Wildfire burning south of San Francisco on San Bruno Mtn.

Fire Brisbane, California
Fire on a steep slope above Brisbane, California south of San Francisco. Screenshot from ABC7 video.

A wildfire that started around 11 a.m. has burned approximately 10 acres on a steep north-facing  slope near Brisbane, California south of San Francisco. It is burning under high-voltage power lines, but there is no official  word on the cause.

The area  is  not in a PG&E preemptive power shutoff area.

Fire Brisbane, California
Fire on a steep slope above Brisbane, California south of San Francisco. Screenshot from ABC7 video.

ABC7 occasionally has live video.

Author: Bill Gabbert

After working full time in wildland fire for 33 years, he continues to learn, and strives to be a Student of Fire. Google+

4 thoughts on “Wildfire burning south of San Francisco on San Bruno Mtn.”

  1. Wow!! Great job with this preempted shut off!! Sure did help in preventing those fires…NOT!!!! Supports my theory that the power companies are showing how much power they have over us!! And our GOVERNOR Newsom doing NOTHING ABOUT IT!!!

  2. well…maybe “NOTHING HAPPENED” ***BECAUSE*** they turned it off.
    NOTHING HAPPENED because it WORKED.
    Prevention WORKS. #derp

  3. Not that the timing was right for a fire, but San Bruno has been in need of a good burn for a long time. There are 4 endangered butterflies that live on the mountain that rely on coastal prairie habitat, but the habitat has been slowly taken over by coyote brush due to a century of fire suppression. Smoke conflicts with the surrounding human population have gotten in the way of using fire for resource benefits. It will be interesting to see if the butterfly habitat responds positively to the fire effects or if weeds take over.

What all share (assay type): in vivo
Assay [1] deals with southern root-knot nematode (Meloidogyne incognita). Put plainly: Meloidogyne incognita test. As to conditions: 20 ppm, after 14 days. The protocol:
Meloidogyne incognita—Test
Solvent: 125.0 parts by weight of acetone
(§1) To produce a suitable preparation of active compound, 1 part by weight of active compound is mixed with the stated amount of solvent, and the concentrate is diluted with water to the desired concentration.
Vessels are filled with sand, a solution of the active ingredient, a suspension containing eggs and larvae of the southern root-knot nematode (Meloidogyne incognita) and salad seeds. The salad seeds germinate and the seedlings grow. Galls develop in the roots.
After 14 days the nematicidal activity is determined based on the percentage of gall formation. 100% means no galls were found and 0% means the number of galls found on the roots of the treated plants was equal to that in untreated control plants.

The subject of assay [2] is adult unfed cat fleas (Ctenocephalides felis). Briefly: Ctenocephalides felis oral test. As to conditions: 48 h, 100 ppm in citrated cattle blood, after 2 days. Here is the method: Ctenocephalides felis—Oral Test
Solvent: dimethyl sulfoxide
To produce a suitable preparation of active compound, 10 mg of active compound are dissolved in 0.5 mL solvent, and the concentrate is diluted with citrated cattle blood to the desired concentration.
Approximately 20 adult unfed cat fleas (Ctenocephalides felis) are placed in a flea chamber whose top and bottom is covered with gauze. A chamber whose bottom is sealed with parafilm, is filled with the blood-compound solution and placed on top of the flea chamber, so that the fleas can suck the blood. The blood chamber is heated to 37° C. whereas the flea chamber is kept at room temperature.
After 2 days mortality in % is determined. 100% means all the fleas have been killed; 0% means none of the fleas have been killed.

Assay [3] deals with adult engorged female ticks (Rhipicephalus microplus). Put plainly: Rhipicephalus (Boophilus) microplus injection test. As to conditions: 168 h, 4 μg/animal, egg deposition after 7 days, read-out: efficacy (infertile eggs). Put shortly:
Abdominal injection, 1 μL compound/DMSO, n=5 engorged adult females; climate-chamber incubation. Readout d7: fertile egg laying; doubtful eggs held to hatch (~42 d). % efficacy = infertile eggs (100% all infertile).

4. So I as a former wild land fire investigator look at the picture of the fire under the towers along with direction of spread and say, It was started by the power lines. It seems to have that classic burn pattern. But then I should get in there and follow the burn patterns left behind, get the time of initial discovery, find the point of origin and spend a lot of time looking for details and then ask lots of questions of witnesses and look for other clues like vehicle access and just so many things. Patience, looking at every detail, slowly and carefully eliminating causes but always keeping an open mind for the unusual. CA has got some very good fire investigators, let them make the cause determination.

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